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Cuccinelli defends AG office hiring

Rosalind Helderman

Attorney General-elect Ken Cuccinelli this morning responded directly to criticisms from advocate advocate Claire Guthrie Gastanaga, who was Virginia's first female chief deputy attorney general, complaining that Cuccinelli has appointed fewer women to management positions than any other AG in recent memory. (Cuccinelli's office will be the first since 1982 that does not have a woman serving as a deputy attorney general.)

"Claire's ability to run her mouth helped get us votes," Cuccinelli said of Gastanaga, who was long been a political opponent of Cuccinelli. For instance, Gastanaga ran the unsuccessful campaign that urged voters to reject the amendment to Virginia's constitution banning gay marriage. "She scared the bejeesus out of enough people about what would happen if Steve Shannon were elected attorney general." Shannon was Cuccinelli's Democratic opponent.

Cuccinelli went on to note that he's had women in top leadership positions on his campaigns and that he found many female lawyers based in Northern Virginia whom he talked to about joining the attorney general's office were not interested in relocating to Richmond, as the job would require.


"We cast as wide a net we could in the short time period we had," he said.

"Where we ended up, I'm confident we've got great folks in each of those positions," Cuccinelli continued. "It really shows a major difference between liberals like Claire and me. She cares more about what somebody looks like than whether they'll do a good job. I care more about whether they'll do a good job. As I said earlier, the folks we have will represent every single Virginains in their position. Claire's attitude is quite contrary. Whether people voted for me or not, I'm their attorney general. We come into office with that attitude, and every person we hired in each position has that attitude."

Finally, he said he enters an office "well populated with talented females, attorneys and others, in significant numbers. We're going to be in a good office with a great environment with folks from every part of Virginia and every walk of life, in one part of the office or another."

You knew this was coming: Gastanaga has now responded to Cuccinelli's remarks. "It's been a long time in the legal profession since anyone could say with authority that they couldn't find any women who were as qualified or more qualified than the people they hired...My record is absolutely one where we always hired the best and brightest people. And we managed to hire 50 percent women."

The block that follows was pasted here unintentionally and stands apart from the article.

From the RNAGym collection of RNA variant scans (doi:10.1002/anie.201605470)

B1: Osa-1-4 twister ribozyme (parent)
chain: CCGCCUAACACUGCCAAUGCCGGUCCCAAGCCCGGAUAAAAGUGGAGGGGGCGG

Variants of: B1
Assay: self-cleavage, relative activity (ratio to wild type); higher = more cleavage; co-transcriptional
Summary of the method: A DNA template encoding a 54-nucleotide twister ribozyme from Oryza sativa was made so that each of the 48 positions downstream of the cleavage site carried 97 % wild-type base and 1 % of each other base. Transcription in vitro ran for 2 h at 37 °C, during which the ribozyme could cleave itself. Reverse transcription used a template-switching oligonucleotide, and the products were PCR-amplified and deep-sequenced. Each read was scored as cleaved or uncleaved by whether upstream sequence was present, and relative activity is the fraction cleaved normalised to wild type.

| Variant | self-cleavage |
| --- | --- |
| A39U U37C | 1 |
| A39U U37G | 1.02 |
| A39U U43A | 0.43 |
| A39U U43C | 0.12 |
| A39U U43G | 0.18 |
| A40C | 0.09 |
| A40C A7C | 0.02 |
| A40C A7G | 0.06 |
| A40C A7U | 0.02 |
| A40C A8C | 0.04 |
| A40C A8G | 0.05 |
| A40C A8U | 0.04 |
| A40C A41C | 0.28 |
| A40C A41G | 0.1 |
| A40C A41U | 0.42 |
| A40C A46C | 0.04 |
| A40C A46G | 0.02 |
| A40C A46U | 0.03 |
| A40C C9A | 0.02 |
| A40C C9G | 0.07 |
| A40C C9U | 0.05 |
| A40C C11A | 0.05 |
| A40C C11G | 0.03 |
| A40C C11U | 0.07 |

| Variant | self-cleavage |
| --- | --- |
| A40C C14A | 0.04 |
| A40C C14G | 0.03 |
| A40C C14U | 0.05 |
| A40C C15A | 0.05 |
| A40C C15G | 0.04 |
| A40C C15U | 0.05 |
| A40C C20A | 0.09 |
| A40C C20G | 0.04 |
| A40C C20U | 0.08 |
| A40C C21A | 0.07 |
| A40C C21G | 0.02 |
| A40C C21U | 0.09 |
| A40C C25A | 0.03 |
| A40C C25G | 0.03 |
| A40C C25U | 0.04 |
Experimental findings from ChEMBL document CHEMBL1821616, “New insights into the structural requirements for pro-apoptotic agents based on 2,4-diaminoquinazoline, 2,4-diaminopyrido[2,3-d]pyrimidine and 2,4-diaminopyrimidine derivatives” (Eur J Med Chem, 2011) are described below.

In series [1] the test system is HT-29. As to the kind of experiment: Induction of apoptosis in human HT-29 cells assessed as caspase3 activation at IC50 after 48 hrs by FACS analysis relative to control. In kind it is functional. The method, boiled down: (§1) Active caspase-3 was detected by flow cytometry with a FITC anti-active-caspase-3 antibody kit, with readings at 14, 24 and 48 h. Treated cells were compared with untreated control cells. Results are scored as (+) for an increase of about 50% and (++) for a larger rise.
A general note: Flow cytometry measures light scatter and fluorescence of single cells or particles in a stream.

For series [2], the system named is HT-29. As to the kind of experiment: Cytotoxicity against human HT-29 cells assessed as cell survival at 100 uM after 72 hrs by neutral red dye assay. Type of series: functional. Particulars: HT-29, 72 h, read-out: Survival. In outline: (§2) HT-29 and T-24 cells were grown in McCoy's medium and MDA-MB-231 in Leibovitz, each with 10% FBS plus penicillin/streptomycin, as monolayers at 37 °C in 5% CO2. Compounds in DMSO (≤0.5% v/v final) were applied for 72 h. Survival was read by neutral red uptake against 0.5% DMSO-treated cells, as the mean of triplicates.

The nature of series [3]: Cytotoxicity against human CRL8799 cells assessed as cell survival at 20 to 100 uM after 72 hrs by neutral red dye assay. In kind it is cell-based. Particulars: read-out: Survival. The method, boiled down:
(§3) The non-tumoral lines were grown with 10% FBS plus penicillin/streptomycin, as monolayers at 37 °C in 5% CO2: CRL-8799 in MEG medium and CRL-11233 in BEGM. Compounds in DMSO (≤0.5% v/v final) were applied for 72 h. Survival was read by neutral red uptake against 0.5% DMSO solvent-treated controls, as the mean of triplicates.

"Looks mean nothing to me--I'm interested in quality too," she said. And then added: "It is interesting that the new attorney general thought the way to respond to a substantive concern was to seek to disparage me personally."



By Rosalind Helderman  |  January 12, 2010; 2:58 PM ET
Categories:  Ken Cuccinelli , Rosalind Helderman  
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Comments

Let this be a very hard lesson to Virginia Democrats who couldn't be bothered to vote in an "off year" election. We are back to the Virginia of the "good old boys." One step forward and two steps back. I find the AG's remarks baseless, offensive and a clear indication of what we can expect for 4 more years.

Intelligent people don't need to personally attack those who call their decisions into question. This is a democracy and that's how it works. I hope in future the Washington Post won't flatter Cooch's ego by reprinting them.

Posted by: csread | January 12, 2010 5:25 PM | Report abuse

The critique was over whether Cooch hired women. Hiring practices are public record and subject to public scrutiny. It's a reasonable inquiry.

Cooch's responded with a personal ad hominem attack on the person raising the question, Claire Gastanaga. He never actually responded to the question asked--which concerned the proportion of women he hired NOT that his predecessors hired.

Wow. What a class act.

I wonder if Cooch is willing to defend the interests of the all Commonwealth or only those of the voters who supported him. Yeah, yeah, Cooch will take an oath next weekend to all citizens. Piffle, m'dears! Why that's just a mundane technicality...

Personally, I'd love it if Gastanaga could work up a class action against Cooch for violation of equal opportunity laws.

In that case, Cooch would have to respond to Federal statute (which he's already indicated that he doesn't believe have any domain over the Commonwealth). If this precedent is prologue, his main defense would be based on personal attacks on Gastanaga and not evidence of the case.

AG or not--I don't know of any Federal judge that would look favorably on that.

Posted by: ViennaBelle | January 12, 2010 6:28 PM | Report abuse

If we can't judge lawyers by their genitals, how are we to judge them?

Posted by: member8 | January 12, 2010 7:20 PM | Report abuse

@member8 by their zeal to regulate other people's genitals, of course. Or so I gather from Cooch swiftly hiring the draftsman of our proud "marriage" amendment...

Posted by: dgjudy2k | January 13, 2010 3:31 AM | Report abuse

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